One of the highlights of any FCBD is the offering by Top Shelf. Owly is still the headliner, but he's been reduced to a mere four pages this year, which is a bit of bummer. I don't care for any of the other material, kid friendly or not. Still, I liked this year's story anyway and Andy did a great job of coming up with an inventive solution to Owly's bird nest problem.

I always like Bongo's Simpson's issue. I never know if it's all reprints or not, but I don't have any of them, so I don't care. Some really funny stuff, especially Sergio's take on a field trip to the circus with Bart and Lisa!

BOOM gave out a preview of the new Elric series. The story itself was decent, but not very memorable. Elric fights some monsters and is told by a raven that the future of the balance is in question. I will say that the dialogue seemed right on the mark for the albino prince and I'm glad that other aspects of the Eternal Champion will appear such as Corum (my favorite) and Hawkmoon. There was even a nice retrospective on the history of Elric in comics. (My first published letter of comment was in Hawkmoon: Jewel in the Skull #3!) If the story didn't set me on fire, the back matter did, because knowing how much the writer is into the character, you just know the final product is going to be good. I actually found the rough sketches to be a little bit better than the finished inks, but the art seems to fit the material well.

I was sure to get the Stuff of Legend book, given the high praise that series gets on this site, but it was a bit of a rip-off. Although the recap was interesting, the preview was unreadable. Here's where a reprint might actually have been better. The Escape Goat flip-side was fun, but I don't like screaming little girls (what father does).

The Archie book was okay, but it just illustrates how much I love the Married Life over the more generic after-school special could-be-any-time-frame material.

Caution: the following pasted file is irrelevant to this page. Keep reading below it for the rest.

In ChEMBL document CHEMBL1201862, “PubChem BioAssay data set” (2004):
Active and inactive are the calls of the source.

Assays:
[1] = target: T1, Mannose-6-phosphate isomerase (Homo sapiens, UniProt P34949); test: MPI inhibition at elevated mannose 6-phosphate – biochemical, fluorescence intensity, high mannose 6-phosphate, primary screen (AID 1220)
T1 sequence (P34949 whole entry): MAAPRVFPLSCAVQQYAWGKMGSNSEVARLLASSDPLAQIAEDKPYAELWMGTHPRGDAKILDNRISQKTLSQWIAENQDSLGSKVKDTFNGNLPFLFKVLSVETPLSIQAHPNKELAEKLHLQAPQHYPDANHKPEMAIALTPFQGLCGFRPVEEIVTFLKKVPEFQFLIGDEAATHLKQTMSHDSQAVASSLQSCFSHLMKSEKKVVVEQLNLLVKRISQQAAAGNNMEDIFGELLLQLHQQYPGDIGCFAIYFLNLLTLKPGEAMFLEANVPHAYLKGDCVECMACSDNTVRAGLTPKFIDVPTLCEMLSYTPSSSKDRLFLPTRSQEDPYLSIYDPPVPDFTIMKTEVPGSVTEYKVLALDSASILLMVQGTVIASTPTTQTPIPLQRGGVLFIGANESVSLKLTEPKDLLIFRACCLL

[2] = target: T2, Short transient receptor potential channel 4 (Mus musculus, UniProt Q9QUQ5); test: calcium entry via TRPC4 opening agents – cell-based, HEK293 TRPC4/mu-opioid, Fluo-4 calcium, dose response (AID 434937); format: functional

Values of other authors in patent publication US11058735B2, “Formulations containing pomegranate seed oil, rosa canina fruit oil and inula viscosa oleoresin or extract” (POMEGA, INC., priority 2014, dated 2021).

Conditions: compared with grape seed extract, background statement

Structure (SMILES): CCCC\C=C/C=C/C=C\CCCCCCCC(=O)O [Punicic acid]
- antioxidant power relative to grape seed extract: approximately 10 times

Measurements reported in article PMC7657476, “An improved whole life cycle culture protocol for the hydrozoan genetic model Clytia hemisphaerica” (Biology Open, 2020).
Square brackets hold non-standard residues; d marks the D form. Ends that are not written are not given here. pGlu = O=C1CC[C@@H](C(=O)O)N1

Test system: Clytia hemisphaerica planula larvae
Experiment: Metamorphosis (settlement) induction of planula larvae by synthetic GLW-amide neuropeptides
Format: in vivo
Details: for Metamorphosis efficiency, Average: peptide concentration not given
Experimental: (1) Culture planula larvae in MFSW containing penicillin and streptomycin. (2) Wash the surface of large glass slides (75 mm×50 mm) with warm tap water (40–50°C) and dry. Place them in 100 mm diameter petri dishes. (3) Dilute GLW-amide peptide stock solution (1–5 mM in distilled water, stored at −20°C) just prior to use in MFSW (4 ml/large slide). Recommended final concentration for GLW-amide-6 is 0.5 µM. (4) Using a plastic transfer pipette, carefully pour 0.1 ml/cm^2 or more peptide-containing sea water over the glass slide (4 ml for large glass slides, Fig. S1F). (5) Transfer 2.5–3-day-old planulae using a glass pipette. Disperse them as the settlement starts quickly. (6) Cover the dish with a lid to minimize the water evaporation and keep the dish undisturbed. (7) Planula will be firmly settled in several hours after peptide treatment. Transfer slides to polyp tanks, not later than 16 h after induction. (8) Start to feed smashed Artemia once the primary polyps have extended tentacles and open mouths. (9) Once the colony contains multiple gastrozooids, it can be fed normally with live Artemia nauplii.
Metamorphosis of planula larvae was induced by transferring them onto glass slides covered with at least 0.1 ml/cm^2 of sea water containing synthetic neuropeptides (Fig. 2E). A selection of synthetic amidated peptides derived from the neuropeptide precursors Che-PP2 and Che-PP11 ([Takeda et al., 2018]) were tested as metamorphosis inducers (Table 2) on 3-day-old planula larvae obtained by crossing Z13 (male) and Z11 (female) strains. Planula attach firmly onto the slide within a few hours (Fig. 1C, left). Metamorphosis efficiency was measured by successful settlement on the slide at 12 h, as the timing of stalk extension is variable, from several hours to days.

Maybe I just don't have the right "chip" in my brain, but Super Dinosaur didn't really wow me at all. It wasn't bad, but I was expecting a little more due to Greg's glowing review. Maybe it's like Monty Python -- it's better in the retelling than the actual experience. I do heartily approve of Image actually producing a true all-ages book though, one that doesn't use the Lord's name in vain!

I know I missed a lot of titles, and I was hoping to pick up a few more "leftovers" this week, but they were all gone or already packed away on Wednesday. Still, it was definitely another successful event and I even got a cool Clark as the Red/Blue Blur sketch too. Yes, I should have gotten to see the finale of Smallville by the time this posts, but there is no way I could comment on it so quickly.

Well, maybe just a quick comment. Lots of cool things, but man, I wanted to really see him in the suit up close! And I can't believe Lois and Clark had to wait another seven years to wed? After all that build-up, he just pushes the planet away? Nice way to reset everything though, especially with Lex. Just give me a full Superman movie with this cast already (even if it's a TV movie). So long Smallville, you had a great run. We can only hope the new Wonder Woman series will be even half as good.


  1. Matthew - Great review, now I'm sad I didn't get the Mouse Guard book or the Amazing Spider-Man book. Loved the Monty Python reference as it is so true, many things are better in talking about it then the actual experience, which has always defined the Holy Grail to me.

  2. Holy Grail is exactly what I was talking about -- that and the encyclopedia salesman/burglar gag. My lunch pals in high school would talk and reenact scenes all the time and it was hilarious, but when I finally saw it -- not so much.

    I had to borrow my daughter's Mouse Guard book. Maybe Gwen can send you a copy for a change. :)